GA got a load of offline responses (emails, texts) to yesterday's inquiry- and this post by Eric Kurta: 
That's Michael Holmes.... An overpaid school bus driver (making $50K a year back in 2008 - the average bus driver was making $31K), currently on disability for back pains that don't seem to prevent him from sitting through long council meetings or seeking physical confrontation outside city hall.
"On disability"?  Oh no!  That's terrible.  Poor guy.  I didn't know he was disabled.

GA's got a friend who slipped on an icy sidewalk a couple of years ago, cracked a rib and crushed some vertebra. Can you imagine?  He was a skinny son of a bitch, maybe that's why.  Well, to make a short story long, he had 2 surgeries and was in a body cast for months until his ribs knitted. His back?  Never the same. It's got more cracks than the Great Wall of China. Sometimes my friend sleeps sitting up the pain is so bad. And he walks with a cane. Without the cane he's got a pronounced limp. His wife, a vain and selfish woman, took the kids and left him, and then his house was foreclosed.  His  new home?  A 1986 Honda. What shitty luck. All  because of a fall which left him permanently disabled.

limp (lmp)
intr.v. limped, limp·ing, limps
1. To walk lamely, especially with irregularity, as if favoring one leg.
2. To move or proceed haltingly or unsteadily: The project limped along with half its previous funding.
An irregular, jerky, or awkward gait.

Ready for a happy ending?

Pain and all, my friend went back to work. 

That's right.  He has one of those jobs where you do a lot of sitting down. And driving. Lots of driving.

As for his rotten wife, she had a change of heart, brought the kids back to his newly-purchased McMansion on a suburban NJ cul-de-sac.  But he lives with chronic back pain, takes medication for it.

So, GA's heart goes out to poor Mike Holmes.

Disabled and all.

I wonder what he takes for the pain? My friend with the broken back takes Vicodin- which has nasty side effects.
Nausea, vomiting, constipation, lightheadedness, dizziness, or drowsiness may occur. Some of these side effects may decrease after you have been using this medication for a while. If any of these effects persist or worsen, tell your doctor or pharmacist promptly.

Seek immediate medical attention if any of these rare but serious side effects occur: fainting, seizure, slow/shallow breathing, unusual drowsiness/difficulty waking up.

A very serious allergic reaction to this drug is rare. However, seek immediate medical attention if you notice any symptoms of a serious allergic reaction, including: rash, itching/swelling (especially of the face/tongue/throat), severe dizziness, trouble breathing.

This is not a complete list of possible side effects. If you notice other effects not listed above, contact your doctor or pharmacist.
"Not a complete list of side effects?"   Wow.  What else could happen-  your head could fall off?  Maybe it dissolves your feet?

Jeez, that's what  some disabled people have to put up with- daily medication for chronic pain.

Of course, chronic pain limits one's activities... like standing for long periods of time, walking up and down stairs, reaching for stuff, shopping in large electronics outlets... awful.  And of course being too disabled to work, like poor Mike Holmes.

Thanks goodness the taxpayers of Hoboken are taking care of him!

Another GA mystery solved.


  1. The FBI would be in charge of false claims of disability.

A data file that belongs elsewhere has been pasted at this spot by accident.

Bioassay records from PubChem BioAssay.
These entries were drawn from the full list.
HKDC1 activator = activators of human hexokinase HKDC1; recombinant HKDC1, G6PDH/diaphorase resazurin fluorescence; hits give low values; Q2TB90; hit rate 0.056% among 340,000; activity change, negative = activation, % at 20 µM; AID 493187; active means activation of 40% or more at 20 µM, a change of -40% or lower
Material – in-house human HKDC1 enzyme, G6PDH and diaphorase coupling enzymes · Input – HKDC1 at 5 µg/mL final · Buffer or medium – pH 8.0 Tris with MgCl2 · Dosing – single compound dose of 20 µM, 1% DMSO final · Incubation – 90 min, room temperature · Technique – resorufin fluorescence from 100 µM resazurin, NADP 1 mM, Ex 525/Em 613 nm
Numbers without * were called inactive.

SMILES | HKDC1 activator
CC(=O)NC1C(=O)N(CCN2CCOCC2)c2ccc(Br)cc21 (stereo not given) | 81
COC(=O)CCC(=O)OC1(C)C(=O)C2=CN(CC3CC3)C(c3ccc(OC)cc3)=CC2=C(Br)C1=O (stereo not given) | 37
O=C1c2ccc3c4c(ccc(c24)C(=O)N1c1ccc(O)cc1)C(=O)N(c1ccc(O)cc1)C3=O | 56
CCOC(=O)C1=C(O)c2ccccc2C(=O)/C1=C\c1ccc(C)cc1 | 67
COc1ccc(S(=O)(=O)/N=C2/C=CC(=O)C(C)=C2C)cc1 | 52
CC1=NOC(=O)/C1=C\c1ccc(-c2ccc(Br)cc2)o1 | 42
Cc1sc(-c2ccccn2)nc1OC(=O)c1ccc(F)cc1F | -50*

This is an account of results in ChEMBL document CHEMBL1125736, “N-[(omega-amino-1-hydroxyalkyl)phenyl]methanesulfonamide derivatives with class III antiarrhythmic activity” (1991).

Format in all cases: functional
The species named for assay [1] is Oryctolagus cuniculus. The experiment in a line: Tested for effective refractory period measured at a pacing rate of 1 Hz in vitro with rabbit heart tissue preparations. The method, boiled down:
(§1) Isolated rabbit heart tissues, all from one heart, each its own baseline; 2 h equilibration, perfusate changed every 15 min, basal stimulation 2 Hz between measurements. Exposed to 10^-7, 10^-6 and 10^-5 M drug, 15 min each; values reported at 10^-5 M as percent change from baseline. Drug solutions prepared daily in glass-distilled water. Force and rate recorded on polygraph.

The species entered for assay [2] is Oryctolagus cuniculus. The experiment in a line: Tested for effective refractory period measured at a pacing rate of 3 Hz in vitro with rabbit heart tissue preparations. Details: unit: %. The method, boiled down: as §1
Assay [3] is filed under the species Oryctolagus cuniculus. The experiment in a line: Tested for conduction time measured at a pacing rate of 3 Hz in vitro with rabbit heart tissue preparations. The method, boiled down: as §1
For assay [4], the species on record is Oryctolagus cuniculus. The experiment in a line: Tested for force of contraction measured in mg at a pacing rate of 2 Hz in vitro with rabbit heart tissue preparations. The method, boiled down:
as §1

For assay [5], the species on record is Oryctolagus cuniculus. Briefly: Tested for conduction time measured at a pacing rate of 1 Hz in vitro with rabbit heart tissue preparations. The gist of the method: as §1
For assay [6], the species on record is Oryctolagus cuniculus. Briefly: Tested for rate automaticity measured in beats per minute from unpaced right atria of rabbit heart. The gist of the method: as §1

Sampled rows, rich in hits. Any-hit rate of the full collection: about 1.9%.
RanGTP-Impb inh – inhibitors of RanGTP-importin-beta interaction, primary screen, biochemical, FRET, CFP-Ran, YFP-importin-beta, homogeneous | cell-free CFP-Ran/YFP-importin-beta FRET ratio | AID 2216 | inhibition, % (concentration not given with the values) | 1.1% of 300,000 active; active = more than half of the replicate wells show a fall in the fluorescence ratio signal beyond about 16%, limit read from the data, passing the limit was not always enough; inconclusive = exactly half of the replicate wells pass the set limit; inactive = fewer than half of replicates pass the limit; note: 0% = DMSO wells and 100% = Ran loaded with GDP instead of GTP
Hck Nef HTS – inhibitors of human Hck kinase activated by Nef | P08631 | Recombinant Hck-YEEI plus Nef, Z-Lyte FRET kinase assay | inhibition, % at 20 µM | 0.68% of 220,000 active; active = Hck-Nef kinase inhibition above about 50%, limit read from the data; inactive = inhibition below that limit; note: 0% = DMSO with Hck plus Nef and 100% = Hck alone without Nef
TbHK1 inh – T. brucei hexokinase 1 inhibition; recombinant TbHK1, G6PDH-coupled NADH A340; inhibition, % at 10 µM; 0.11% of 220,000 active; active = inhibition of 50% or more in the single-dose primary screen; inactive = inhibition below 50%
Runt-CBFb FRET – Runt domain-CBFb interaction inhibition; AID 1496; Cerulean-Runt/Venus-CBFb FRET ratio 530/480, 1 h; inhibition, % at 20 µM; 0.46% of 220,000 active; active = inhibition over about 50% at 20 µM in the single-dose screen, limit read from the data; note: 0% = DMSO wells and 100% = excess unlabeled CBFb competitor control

2. Someone really should look at every city worker who is currently out on disability to see if they are really disabled. I find it hard to believe this tool can't do something useful in town to justify getting that check he gets every couple weeks.

  3. Red: Insurance fraud has long been part of the skill set of public servants "working the system." (Russo's illegitimate coverage as another example.)

    "Disability," especially the "convenience" of same leading up to imminent retirement, has long been part of the whole malingerer-trading-as-public-servant m.o.

    MBB knows of one health care provider who was stiffed for thousands of dollars of insurance monies that various City & Hudson County public servants pocketed for services rendered (for legitimate healthcare issues), when the State Health Benefits program erroneously paid the insureds, instead of the provider. That entity is also part of the problem. Attempts to collect from the insureds were met with various threats, including one of the thieves initiating a bogus malpractice suit, courtesy of a Secaucus goon-attorney attached to the Democratic machine there.

    When claims errors such as these are made by the State Health Benefits program, there is generally no responsibility taken, even when the union contract is clearly violated. The State Insurance & Banking Commission---tasked with oversight---also seems yet another level of the same corruption, trading as bureaucratic ineptitude.

    One might speculate a widespread pattern of fraud. Holmes is perhaps just one small example. One can only hope the FBI's investigation is sufficiently comprehensive.

  4. We all pay for this type of crime and hopefully our visitors from Newark will notice this type of abuse in addition to the stolen emails. Just over nine weeks ago, the feds finally arrested those "disabled" workers from the LIRR involved in doing the same thing:

    When Mrs. Richard G. Mason's sycophants tried to create the non-story of parking problems so eagerly covered by that cesspool of yellow journalism known as FOX, a recent arrival to Hoboken, a real-estate agent who chose to jump on that bandwagon, admitted in a letter to the Reporter to committing insurance fraud by using her parents address for her auto insurance and couldn't understand why she was being ticketed as a non-resident.

    Another brilliant mind in the real estate industry.


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